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Nixon Presents Medal of Freedom to Apollo 13 Mission Operations Team (1970)


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  •  President Richard Nixon and First Lady Pat Nixon enter 
  •  Standing behind the First Lady is Dr. Robert Gilruth, director of the Manned Spacecraft Center 
  •  The President and First Lady greet family members of the Apollo 13 astronauts and the Apollo 13 Mission Operations Team 
  •  To Nixon’s left is Marilyn Lovell, wife of Jim Lovell. To Nixon’s right is Mary Haise, wife of Fred Haise.  
  •  NASA Administrator Thomas O. Paine begins the awards ceremony, thanking Nixon for his support 
  •  The Apollo 13 Missions Operations Team give Nixon a standing ovation. From left to right, they are Glynn Lunney, Gene Kranz, Gerry Griffin, Milt Winder, and Sigurd Sjoberg. 
  •  Nixon addresses the crowd 
  •  The President shares a message he received from Pope Paul VI 
  •  Air Force One arrives at Ellington Air Force Base prior to the ceremony 
  •  Nixon reads the citation on the Medal of Freedom 
  •  Sjoberg, director of flight operations at the Manned Spacecraft Center, accept the nation’s highest civilian award on the operation team’s behalf 
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In this news segment for Houston’s KPRC-TV, President Richard Nixon awards the Medal of Freedom to the Apollo 13 Mission Operations Team: Glynn Lunney, Gene Kranz, Gerry Griffin, Milt Winder, and Sigurd Sjoberg. The ceremony took place at Houston’s Manned Spacecraft Center on April 18, 1970. An estimated 2,500 people were in attendance. First Lady Pat Nixon, NASA Administrator Thomas O. Paine, MSC Director Robert L. Gilruth, and family members of Apollo 13 astronauts Jim Lovell, Jack Swigert, and Fred Haise joined the President on stage for the presentation. Following the awards ceremony, Nixon and the astronauts’ families flew on to Hawaii to meet up with the Apollo 13 flight crew. Launched on April 11, 1970, Apollo 13 was meant to be the third mission to land on the Moon. Fifty-five hours and 55 minutes into flight, however, an oxygen tank exploded in the Service Module, depleting the crew’s oxygen supply and causing multiple fuel cells to fail. NASA soon aborted the original mission, and the safe return and landing of the crew became the primary objective. Lovell, Swigert, and Haise splashed down in the Pacific Ocean on April 17.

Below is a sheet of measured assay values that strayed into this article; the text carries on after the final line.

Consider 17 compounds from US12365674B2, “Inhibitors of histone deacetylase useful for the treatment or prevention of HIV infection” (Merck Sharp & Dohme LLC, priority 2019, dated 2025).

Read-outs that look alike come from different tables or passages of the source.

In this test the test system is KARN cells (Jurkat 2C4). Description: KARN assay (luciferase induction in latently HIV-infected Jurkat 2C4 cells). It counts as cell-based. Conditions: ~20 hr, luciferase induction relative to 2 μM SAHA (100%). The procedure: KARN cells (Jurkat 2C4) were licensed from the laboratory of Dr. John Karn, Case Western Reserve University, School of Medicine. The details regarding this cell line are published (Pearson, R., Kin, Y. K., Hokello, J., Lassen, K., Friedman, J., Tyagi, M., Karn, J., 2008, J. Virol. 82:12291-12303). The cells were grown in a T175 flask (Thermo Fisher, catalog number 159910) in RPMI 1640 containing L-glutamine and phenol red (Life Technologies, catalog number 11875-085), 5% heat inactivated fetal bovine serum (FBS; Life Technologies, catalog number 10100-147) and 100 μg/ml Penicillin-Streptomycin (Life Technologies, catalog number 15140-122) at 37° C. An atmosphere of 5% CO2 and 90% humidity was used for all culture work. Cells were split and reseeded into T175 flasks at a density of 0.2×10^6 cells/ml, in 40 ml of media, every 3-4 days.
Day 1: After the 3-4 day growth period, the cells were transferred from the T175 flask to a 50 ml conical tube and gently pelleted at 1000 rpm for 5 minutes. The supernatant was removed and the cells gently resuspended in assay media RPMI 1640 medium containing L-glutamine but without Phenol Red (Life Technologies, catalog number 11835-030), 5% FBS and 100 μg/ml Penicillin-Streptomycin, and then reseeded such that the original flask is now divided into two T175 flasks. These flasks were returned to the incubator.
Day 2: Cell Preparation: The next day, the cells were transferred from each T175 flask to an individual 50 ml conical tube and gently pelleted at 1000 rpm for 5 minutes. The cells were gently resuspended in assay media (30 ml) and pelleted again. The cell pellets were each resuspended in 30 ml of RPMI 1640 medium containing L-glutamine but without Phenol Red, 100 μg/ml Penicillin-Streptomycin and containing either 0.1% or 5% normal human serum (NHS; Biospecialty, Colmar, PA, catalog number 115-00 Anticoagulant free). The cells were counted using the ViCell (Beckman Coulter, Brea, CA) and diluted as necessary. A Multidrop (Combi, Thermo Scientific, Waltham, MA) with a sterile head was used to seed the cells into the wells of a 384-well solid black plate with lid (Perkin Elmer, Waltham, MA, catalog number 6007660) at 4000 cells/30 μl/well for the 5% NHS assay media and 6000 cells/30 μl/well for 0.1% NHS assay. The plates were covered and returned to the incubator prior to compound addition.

As the scope of the American space program grew, NASA’s Space Task Group realized it would need to expand into its own facility if it were to successfully land a man on the Moon. In 1961, the agency’s selection team chose a 1,000-acre cow pasture in Houston, Texas, as the proposed center’s location site, owing to its access to water transport and commercial jet service, moderate climate, and proximity to Rice University. In September 1963, the facility opened as the Manned Spacecraft Center (MSC). 
The Center became the focal point of NASA’s manned spaceflight program, developing spacecraft for Projects Gemini and Apollo, selecting and training astronauts, and operating the Lunar Receiving Laboratory. Beginning with Gemini 4 in June 1965, MSC’s Mission Control Center also took over flight control duties from the Mercury Control Center at Cape Canaveral Air Force Station. As a result, the facility managed all subsequent manned space missions, including those related to Projects Gemini and Apollo, the Apollo Applications Program, the Space Shuttle Orbiters, and the International Space Station.
In 1973, the MSC was renamed in honor of the late President and Texas native Lyndon B. Johnson. (As Senate Majority Leader, Johnson sponsored the 1958 legislation that established NASA.) The Center continues to lead NASA’s efforts in space exploration, training both American and international astronauts, managing missions to and from the International Space Station, and operating scientific and medical research programs.